Cobham Aviation Services president Peter Nottage says the ability to serve remote mining centres with unpaved runways using jet aircraft provides its mining clients with a faster and more efficient service.
The fly-in/fly-out and charter operator has five jet aircraft – three BAe 146s and two Avro RJ85s – that are dedicated to operating on unpaved airstrips, having been fitted with fitted with a gravel protection kit from BAE Systems and low pressure tyres.
The five aircraft serve five unpaved runway destinations in Western Australia, opening up gravel airstrips in Australia to commercial passenger jet aircraft for the first time.
Cobham Aviation Services’ unpaved runway operations included flying mine workers of Northern Star Resources on 82-seat RJ85s from Perth to Jundee in the WA’s northern goldfields region and Plutonic mine east of Meekatharra, and Gold Fields Australia sites atGranny Smith and Darlot, about 720km north-east of Perth.
“Cobham is the only aviation service provider in Australia operating jet aircraft (BAe 146/Avro RJ) to gravel runways, opening up a new market opportunity to bid for work at remote mine sites,” BAE Systems said in a statement dated December 2.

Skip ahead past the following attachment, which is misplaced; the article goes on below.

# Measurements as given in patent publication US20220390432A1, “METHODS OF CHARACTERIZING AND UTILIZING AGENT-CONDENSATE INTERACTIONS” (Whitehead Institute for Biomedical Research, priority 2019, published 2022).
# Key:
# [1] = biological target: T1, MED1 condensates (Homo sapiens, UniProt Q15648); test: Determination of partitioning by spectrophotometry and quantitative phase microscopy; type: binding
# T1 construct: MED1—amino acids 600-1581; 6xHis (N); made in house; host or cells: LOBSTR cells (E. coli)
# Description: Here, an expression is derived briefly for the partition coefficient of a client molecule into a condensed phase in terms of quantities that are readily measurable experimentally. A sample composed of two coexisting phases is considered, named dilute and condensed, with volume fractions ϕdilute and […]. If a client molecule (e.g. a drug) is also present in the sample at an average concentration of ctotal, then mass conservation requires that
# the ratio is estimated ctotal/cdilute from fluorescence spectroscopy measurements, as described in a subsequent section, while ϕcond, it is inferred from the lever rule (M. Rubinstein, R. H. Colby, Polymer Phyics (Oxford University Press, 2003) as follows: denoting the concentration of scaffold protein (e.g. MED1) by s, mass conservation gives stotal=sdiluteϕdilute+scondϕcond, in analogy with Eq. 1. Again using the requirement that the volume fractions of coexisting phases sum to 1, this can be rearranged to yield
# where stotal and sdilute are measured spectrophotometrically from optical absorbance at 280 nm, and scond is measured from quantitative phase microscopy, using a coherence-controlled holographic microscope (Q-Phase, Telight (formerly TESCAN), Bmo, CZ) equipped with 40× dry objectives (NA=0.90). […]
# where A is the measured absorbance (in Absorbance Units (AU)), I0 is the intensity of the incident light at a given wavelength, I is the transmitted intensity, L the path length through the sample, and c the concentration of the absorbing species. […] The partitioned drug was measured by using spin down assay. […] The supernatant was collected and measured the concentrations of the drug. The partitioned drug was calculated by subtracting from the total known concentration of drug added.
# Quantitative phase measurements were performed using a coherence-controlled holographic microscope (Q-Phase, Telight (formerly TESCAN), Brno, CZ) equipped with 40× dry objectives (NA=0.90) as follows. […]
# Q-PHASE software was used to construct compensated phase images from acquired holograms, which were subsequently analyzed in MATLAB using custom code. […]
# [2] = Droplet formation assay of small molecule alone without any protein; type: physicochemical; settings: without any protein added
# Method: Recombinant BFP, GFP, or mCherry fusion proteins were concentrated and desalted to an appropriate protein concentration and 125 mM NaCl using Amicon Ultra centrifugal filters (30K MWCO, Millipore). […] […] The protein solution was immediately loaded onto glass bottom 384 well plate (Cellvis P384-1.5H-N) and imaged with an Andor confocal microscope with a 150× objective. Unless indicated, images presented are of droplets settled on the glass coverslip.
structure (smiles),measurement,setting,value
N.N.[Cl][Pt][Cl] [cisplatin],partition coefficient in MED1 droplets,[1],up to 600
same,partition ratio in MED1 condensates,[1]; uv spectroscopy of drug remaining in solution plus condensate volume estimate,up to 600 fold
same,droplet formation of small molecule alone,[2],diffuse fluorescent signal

“This enables mining resource companies to upgrade to jet aircraft services – significantly reducing travel time to site and with a superior passenger experience compared to current turboprop aircraft.”
The use of jet aircraft to unpaved runways took a step forward in March when the European Aviation Safety Authority signed off on an increase in maximum takeoff weight (MTOW) for operators of the BAe 146-100/200 regional jet on unpaved runways, following the results of a two-year trial.
This added about four tonnes of potential payload, which equated to about 40 more passengers, an extra 700nm of range, or a mix of the two.
While the BAe 146 and Avro RJ had been previously certified for use on unpaved runways, the regulations required a reduction in maximum takeoff weight due to a “bump factor” being applied to maintain the same factored ground loads as for paved runway loads.
However, the two-year trial, which involved collecting data from a Cobham BAe 146 flying between Perth and Kambalda, showed there was no significant difference in paved and unpaved runway operations, which supported the removal of the “bump factor”.
“We have worked hard to ensure our customers realise the value in changing from traditional turboprop aircraft to the faster more efficient BAe 146/Avro RJ – the only regional jet aircraft capable of operating on remote gravel runways,” Cobham Aviation Services president Peter Nottage said in a statement.
“Our sustained success in the regional FIFO market is due to our focus on unique ways to deliver value for our clients, consistent and reliable customer service and strong relationships.”
BAE Systems Regional Aircraft Head of Flight Operations Support Stephen Morrison said the company had worked closely with Cobham Aviation Services on its unpaved runway operations.
With Cobham seeking to fly to more unpaved runway destinations, we are delighted to work alongside our customer to help them realise the full potential of the aircraft’s design capability,” Morrison said.
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